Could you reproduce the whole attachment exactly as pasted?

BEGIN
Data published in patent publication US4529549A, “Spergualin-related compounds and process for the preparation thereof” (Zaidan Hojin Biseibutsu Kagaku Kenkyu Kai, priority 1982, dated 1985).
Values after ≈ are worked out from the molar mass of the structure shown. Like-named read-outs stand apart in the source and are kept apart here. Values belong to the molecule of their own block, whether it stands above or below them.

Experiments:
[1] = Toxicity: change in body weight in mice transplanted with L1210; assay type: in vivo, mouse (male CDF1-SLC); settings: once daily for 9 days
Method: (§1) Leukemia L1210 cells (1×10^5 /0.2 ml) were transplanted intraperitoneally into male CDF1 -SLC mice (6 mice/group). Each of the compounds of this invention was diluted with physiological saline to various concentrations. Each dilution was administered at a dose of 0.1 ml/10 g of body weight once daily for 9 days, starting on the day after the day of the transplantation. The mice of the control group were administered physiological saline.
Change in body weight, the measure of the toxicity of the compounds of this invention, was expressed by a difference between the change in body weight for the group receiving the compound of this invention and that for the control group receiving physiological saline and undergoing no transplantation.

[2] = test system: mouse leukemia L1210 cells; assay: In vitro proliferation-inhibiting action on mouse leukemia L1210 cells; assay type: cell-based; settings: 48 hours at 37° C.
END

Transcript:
Data published in patent publication US4529549A, “Spergualin-related compounds and process for the preparation thereof” (Zaidan Hojin Biseibutsu Kagaku Kenkyu Kai, priority 1982, dated 1985).
Values after ≈ are worked out from the molar mass of the structure shown. Like-named read-outs stand apart in the source and are kept apart here. Values belong to the molecule of their own block, whether it stands above or below them.

Experiments:
[1] = Toxicity: change in body weight in mice transplanted with L1210; assay type: in vivo, mouse (male CDF1-SLC); settings: once daily for 9 days
Method: (§1) Leukemia L1210 cells (1×10^5 /0.2 ml) were transplanted intraperitoneally into male CDF1 -SLC mice (6 mice/group). Each of the compounds of this invention was diluted with physiological saline to various concentrations. Each dilution was administered at a dose of 0.1 ml/10 g of body weight once daily for 9 days, starting on the day after the day of the transplantation. The mice of the control group were administered physiological saline.
Change in body weight, the measure of the toxicity of the compounds of this invention, was expressed by a difference between the change in body weight for the group receiving the compound of this invention and that for the control group receiving physiological saline and undergoing no transplantation.

[2] = test system: mouse leukemia L1210 cells; assay: In vitro proliferation-inhibiting action on mouse leukemia L1210 cells; assay type: cell-based; settings: 48 hours at 37° C.